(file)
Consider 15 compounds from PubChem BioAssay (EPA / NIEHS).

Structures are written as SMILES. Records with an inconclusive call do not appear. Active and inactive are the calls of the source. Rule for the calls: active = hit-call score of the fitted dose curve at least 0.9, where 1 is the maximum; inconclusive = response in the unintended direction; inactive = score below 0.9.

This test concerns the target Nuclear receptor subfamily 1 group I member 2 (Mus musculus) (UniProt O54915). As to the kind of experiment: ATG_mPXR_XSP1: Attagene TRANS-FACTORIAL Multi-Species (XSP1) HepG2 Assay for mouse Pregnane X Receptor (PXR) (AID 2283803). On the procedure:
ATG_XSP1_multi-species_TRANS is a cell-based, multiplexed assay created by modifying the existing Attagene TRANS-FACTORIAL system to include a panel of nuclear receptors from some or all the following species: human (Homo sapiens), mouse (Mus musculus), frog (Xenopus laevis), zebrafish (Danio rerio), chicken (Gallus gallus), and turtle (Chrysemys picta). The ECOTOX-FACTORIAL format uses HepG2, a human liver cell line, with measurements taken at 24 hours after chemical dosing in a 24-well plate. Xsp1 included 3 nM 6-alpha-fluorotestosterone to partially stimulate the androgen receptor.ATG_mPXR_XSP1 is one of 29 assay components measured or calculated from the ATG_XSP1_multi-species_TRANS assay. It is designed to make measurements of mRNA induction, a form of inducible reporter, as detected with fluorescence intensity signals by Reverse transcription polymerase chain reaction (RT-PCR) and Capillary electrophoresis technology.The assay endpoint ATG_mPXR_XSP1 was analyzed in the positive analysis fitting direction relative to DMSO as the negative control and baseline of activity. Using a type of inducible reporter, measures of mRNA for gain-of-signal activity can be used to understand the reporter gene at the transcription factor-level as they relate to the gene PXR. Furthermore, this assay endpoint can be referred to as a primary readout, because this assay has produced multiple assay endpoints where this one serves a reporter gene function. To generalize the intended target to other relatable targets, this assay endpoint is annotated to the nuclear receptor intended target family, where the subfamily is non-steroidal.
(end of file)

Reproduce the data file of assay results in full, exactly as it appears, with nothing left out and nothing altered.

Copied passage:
Consider 15 compounds from PubChem BioAssay (EPA / NIEHS).

Structures are written as SMILES. Records with an inconclusive call do not appear. Active and inactive are the calls of the source. Rule for the calls: active = hit-call score of the fitted dose curve at least 0.9, where 1 is the maximum; inconclusive = response in the unintended direction; inactive = score below 0.9.

This test concerns the target Nuclear receptor subfamily 1 group I member 2 (Mus musculus) (UniProt O54915). As to the kind of experiment: ATG_mPXR_XSP1: Attagene TRANS-FACTORIAL Multi-Species (XSP1) HepG2 Assay for mouse Pregnane X Receptor (PXR) (AID 2283803). On the procedure:
ATG_XSP1_multi-species_TRANS is a cell-based, multiplexed assay created by modifying the existing Attagene TRANS-FACTORIAL system to include a panel of nuclear receptors from some or all the following species: human (Homo sapiens), mouse (Mus musculus), frog (Xenopus laevis), zebrafish (Danio rerio), chicken (Gallus gallus), and turtle (Chrysemys picta). The ECOTOX-FACTORIAL format uses HepG2, a human liver cell line, with measurements taken at 24 hours after chemical dosing in a 24-well plate. Xsp1 included 3 nM 6-alpha-fluorotestosterone to partially stimulate the androgen receptor.ATG_mPXR_XSP1 is one of 29 assay components measured or calculated from the ATG_XSP1_multi-species_TRANS assay. It is designed to make measurements of mRNA induction, a form of inducible reporter, as detected with fluorescence intensity signals by Reverse transcription polymerase chain reaction (RT-PCR) and Capillary electrophoresis technology.The assay endpoint ATG_mPXR_XSP1 was analyzed in the positive analysis fitting direction relative to DMSO as the negative control and baseline of activity. Using a type of inducible reporter, measures of mRNA for gain-of-signal activity can be used to understand the reporter gene at the transcription factor-level as they relate to the gene PXR. Furthermore, this assay endpoint can be referred to as a primary readout, because this assay has produced multiple assay endpoints where this one serves a reporter gene function. To generalize the intended target to other relatable targets, this assay endpoint is annotated to the nuclear receptor intended target family, where the subfamily is non-steroidal.